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of David, have mercy upon us.”. Jesus thing to please God, we have done nothing shall hear us, and ask, what shall I do for but sin against him, yet Jesus died for us: you? Let us say, Lord open our eyes; and if we come to him with sorrow for Lord, let our sins be forgiven. Jesus shall our sins, believing on his nume, the Lord pity us, he is full of mercy, he will help says we shall not be lost.
He says we us from our sins If we coufess our sins, shall be made free through failli, free he is faithful and just to forgive our sins, from our sins, and obtain eternal life. lle and to cleunse us from all unrighteousness. that believeth on Jesus is not condemned, If a good man ;-romises to us any thing he is made tree thorough faich; but he that that is for our comfort, we believe that be believeth not is already condemned, he is will fulfil his promise and help us. The condemned now while he lives, he is conLord is more good than any man, and demned if he dies, the wraih of God promises to forgive our sins.
But a man abideth upon him. This language (the, that we think is good may deceive us, Dutch) in hard for me, and I cannot say yet the Lord will never deceive us, he therein what I feel I wish to say; yet cerwill do all that he lias promised. But we tainly the way of salvation is through faith. must call upon him as the blind men Do you doubt of the power of God; look called, and though some people should upon these large monntains, and the world try to hinder us, (as illey have often tried which God has made: these prove to us to hinder me, * ) we must not be hindered, the power of God, Yes, God has power but call so much the more, “ Jesus, thou to save us, he has also power to destioy Son of David, have mercy on us.” impenitent sinners. Paul said, “ Being
III. The same day that those blind men justified by faith we have peace with God," called upon Jesus, were their eyes &c. We shall tind this peace through opened, and they saw the light. And faith and prayer. Then, like the blind their eyes being opened, they did not con- men, we must follow Jesus, that is, we tinue sitting on the road, nor did they go must obey him, and live as the book says. another way, but followed Jesus. When- Here he complained of the difficulry he ever we call upon the Lord in faith, he found to express his meaning in the Duich, will fulfil his promise, and forgive our and on being told to conclude in his own sins-for God so loved the world, that he language, his countenance was immediate. gave his enly begotten Son, &c. O how ly changed, and with great fluency of great is the pity and compassion of God speech, and fervency of expressioli, he over us poor sinners. We never did any continued his discourse in the Namacquaas
language. • When Jacob first began to pray, Chris
As some of our people are abou! to retiang (so called) and Hottentot, did all in their power to binder him. They said he niove with their cattle to the Bushman was going to lose his reason and bring himself land, I shall send Jacob also to assist to the grave, &c. His answer was," If I lose them in holding service, to teach their to hang on the word of God, and continue in children to read, &c. prayer to the last.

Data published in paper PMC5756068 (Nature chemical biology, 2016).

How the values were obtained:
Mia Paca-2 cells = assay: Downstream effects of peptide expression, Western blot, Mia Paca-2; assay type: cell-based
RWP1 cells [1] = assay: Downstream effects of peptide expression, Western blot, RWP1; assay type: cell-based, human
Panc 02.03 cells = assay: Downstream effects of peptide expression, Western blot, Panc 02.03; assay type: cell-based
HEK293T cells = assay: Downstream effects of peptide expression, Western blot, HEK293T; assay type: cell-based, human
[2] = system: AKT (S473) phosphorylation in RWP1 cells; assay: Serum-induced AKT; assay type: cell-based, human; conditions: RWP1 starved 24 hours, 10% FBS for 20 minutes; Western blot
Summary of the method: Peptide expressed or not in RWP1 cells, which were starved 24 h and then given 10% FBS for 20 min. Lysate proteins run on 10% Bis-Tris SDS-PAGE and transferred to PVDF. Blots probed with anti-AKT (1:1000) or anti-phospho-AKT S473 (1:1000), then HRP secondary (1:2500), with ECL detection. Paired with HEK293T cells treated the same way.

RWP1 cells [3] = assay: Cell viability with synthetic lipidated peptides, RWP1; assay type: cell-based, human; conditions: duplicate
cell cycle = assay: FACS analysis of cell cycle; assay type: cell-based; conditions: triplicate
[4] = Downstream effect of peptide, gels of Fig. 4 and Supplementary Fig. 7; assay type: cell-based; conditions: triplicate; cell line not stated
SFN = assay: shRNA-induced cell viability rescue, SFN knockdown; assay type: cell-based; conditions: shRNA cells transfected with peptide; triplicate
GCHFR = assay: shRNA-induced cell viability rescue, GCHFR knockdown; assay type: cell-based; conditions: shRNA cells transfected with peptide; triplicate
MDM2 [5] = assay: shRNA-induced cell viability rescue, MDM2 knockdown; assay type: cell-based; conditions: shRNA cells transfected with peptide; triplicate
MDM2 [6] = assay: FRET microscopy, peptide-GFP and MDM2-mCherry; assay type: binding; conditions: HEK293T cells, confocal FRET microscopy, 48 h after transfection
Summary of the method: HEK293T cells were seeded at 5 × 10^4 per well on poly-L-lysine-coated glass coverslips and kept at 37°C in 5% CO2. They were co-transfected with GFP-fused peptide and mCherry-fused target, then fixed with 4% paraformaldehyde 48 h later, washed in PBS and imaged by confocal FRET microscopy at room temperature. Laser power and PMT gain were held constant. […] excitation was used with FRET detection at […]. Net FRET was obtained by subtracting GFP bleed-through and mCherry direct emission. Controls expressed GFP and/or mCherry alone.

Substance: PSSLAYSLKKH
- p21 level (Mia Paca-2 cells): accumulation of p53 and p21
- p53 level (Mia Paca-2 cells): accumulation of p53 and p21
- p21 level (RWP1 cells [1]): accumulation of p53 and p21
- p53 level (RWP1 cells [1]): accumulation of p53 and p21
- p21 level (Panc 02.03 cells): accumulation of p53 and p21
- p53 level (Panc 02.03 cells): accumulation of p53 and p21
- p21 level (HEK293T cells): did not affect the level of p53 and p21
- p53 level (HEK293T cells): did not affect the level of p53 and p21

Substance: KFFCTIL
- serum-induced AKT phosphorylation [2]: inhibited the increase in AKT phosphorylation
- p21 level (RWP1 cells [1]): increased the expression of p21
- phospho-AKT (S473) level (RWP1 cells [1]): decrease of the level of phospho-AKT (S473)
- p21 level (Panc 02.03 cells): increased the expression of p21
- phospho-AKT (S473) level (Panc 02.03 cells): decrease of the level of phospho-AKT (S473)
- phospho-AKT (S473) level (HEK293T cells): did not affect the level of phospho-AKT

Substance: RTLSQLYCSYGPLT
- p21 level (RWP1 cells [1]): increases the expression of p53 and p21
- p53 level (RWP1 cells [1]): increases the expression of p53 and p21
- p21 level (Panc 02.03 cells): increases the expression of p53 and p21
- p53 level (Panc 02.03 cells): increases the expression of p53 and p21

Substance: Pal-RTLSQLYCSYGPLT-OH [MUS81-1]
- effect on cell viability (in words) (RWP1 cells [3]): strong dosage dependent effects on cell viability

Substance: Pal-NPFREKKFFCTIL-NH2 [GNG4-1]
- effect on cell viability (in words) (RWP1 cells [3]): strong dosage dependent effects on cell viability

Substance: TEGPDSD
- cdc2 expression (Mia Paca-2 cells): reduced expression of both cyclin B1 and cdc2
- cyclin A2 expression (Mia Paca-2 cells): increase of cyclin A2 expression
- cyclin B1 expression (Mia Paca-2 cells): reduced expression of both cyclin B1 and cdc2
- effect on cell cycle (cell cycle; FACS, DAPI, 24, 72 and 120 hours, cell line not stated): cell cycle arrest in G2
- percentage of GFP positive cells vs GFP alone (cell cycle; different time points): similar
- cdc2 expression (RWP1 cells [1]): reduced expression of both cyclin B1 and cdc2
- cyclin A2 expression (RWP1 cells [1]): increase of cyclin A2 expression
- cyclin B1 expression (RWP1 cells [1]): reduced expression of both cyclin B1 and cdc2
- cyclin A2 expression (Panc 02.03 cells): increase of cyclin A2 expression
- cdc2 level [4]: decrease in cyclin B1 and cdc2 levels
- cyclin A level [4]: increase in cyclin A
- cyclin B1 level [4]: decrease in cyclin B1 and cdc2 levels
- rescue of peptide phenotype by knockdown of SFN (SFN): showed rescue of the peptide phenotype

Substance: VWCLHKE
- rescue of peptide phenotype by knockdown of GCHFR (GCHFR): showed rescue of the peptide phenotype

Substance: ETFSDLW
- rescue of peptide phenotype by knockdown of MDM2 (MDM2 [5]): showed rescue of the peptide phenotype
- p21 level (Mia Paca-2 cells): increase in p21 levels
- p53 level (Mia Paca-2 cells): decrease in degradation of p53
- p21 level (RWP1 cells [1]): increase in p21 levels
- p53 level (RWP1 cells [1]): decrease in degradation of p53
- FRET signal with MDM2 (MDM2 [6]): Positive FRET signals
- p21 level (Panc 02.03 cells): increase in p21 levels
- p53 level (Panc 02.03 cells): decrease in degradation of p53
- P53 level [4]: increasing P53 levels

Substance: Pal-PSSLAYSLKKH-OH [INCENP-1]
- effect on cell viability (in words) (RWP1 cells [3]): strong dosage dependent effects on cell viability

WEST INDIES. Mr. Shrewsbury, in a letter from GRENADA, dated November 12, 1818, communicates extracts from his Journal, of which we give the following: Later accounts from Mr. Shrewsbury and his colleague present much more eocouraging prospects in that island.
March 8. Arrived at Grenada, to in the morning from Isaiah xl. 1: it was which island I was appointed by our dis- truly a pleasing occasion; the people had trict meeting, and was received in the been so long without the word of life, most cordial manner by the people, who that they were almost overcome with joy began to apprehend they should be left at being favoured with that blessing once without a preacher another year. This In the evening our chapel was is in general a very healthy island; but crowded to excese, many standing withlast year it was visited with that common out in the open air for want of room. scourge of the West Indies, a malignant This has been the case almost every fever, which hurried many into eternity, Sabbath evening since. and, amongst the rest, my predecessor, 9. This evening was requested to atMr. William Lili. His ministry seems to
tend - mate of a merchant ship, have been peculiarly acceptable, as well who was lying dangerously ill of a fever. as profitable to the people in general. I His heart was remarkably tender; and feel satisfied with my appointment, be. when the necessity of being prepared for lieving it to be the will of God. Preached eternity was virged, he wept exceedingly.
On leaving hin, the tract “ Serious them from producing their desired effect. Thonghits on Eternity,” was put into his But is it possible io preach the gospel hand, which he asterwards read with faithfully without giving offence? great attention. (It has pleased God 24. After preaching this morning. I since to raise him up, and the good he met the society; and, as the erection of a received in that affliction remajus to the new and larger chapel has long occupied present day.) Coming up the street, a my attention, I laid before them a plan soldier that was sitting on a bank with to accomplish it. two of his companions made use of ex- June 2. Preached my first sermon on tremely profane language. I stepped up, Caliving estate, from Acts iv. 33, 10 a and gave him the iraci “ A Word to a congregation of about 250 souls, who Swearer," when he began reading to his came dressed remarkably neat and cleau, astonished comrades, " Swear not at all, and listened with deep attention to the saith the Lord God of heaven and truths delivered. My audience presented earth."